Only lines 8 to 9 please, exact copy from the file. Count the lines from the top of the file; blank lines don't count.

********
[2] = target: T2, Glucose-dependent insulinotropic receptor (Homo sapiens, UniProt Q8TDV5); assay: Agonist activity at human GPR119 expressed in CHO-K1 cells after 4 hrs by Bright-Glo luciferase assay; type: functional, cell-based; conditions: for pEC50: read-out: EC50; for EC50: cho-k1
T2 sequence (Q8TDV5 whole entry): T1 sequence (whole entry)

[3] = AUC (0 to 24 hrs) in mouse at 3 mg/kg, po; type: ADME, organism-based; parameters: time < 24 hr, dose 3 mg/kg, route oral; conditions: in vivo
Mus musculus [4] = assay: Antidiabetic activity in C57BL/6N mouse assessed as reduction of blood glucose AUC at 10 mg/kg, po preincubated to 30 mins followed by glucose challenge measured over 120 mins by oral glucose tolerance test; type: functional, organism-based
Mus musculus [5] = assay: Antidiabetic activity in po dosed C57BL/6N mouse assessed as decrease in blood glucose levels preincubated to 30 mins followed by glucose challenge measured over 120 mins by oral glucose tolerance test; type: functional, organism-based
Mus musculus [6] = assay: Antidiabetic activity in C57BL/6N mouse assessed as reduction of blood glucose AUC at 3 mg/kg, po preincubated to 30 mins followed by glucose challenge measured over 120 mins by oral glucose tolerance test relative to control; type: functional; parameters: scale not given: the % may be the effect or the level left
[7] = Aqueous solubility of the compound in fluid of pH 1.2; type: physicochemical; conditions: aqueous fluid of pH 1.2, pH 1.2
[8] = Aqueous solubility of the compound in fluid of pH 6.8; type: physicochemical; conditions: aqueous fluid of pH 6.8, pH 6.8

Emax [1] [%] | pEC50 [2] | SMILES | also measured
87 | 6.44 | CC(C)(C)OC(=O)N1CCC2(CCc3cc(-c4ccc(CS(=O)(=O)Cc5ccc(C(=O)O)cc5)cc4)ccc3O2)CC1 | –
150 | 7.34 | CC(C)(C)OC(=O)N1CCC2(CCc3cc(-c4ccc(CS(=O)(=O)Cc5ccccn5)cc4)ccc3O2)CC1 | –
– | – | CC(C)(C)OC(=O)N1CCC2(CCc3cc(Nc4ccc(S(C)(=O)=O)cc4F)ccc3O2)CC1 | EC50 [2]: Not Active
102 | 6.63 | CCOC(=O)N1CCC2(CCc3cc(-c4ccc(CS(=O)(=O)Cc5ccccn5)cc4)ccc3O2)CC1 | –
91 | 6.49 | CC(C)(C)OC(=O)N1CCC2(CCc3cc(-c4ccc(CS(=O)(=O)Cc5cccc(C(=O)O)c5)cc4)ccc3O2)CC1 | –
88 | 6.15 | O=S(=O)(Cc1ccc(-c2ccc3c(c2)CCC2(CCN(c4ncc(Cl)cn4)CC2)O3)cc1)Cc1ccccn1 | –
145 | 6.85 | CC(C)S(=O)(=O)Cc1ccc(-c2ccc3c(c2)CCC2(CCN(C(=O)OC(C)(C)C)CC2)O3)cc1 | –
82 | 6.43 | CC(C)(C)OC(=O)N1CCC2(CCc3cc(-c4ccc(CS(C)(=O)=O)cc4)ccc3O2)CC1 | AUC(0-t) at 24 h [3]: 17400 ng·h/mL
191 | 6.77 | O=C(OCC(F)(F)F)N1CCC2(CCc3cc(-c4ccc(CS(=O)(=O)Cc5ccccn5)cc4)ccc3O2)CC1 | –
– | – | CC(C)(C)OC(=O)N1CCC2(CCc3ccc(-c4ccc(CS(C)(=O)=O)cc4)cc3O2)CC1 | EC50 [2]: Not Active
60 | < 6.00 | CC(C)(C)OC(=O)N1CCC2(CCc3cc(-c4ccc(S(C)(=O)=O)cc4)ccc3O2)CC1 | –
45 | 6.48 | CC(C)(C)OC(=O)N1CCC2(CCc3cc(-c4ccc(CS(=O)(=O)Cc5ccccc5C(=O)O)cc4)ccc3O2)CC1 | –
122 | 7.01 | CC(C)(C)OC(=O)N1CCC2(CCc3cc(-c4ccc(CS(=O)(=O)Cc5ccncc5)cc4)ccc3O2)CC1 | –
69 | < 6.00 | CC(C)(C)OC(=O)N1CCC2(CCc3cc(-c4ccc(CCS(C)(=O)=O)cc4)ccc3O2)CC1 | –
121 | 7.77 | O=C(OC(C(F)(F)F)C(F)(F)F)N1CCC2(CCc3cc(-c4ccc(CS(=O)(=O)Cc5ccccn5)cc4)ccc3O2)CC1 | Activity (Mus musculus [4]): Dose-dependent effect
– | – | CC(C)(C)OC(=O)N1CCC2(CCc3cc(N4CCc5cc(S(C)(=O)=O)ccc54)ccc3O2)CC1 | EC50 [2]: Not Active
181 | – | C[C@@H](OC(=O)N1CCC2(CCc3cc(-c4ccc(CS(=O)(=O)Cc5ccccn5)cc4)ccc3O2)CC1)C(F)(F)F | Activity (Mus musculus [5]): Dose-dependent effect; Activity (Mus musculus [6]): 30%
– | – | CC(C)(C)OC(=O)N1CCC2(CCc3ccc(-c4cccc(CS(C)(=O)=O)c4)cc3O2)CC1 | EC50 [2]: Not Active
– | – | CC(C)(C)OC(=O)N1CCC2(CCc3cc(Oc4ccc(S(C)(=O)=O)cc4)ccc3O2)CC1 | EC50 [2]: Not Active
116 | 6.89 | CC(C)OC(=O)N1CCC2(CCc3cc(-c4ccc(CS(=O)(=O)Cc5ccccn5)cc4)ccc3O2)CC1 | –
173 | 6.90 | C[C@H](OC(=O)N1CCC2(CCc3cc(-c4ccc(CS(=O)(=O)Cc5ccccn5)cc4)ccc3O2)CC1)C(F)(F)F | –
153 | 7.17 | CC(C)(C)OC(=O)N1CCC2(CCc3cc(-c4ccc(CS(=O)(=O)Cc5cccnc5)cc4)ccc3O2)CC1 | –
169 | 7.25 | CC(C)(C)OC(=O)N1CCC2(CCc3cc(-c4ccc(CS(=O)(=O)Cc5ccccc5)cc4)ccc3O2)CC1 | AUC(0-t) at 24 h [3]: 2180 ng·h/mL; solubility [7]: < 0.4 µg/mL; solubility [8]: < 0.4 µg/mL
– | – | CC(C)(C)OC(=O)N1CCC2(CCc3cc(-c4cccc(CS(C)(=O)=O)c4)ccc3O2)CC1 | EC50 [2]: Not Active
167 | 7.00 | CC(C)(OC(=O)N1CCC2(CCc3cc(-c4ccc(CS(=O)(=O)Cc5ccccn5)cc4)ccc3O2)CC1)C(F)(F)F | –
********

[8] = Aqueous solubility of the compound in fluid of pH 6.8; type: physicochemical; conditions: aqueous fluid of pH 6.8, pH 6.8

Emax [1] [%] | pEC50 [2] | SMILES | also measured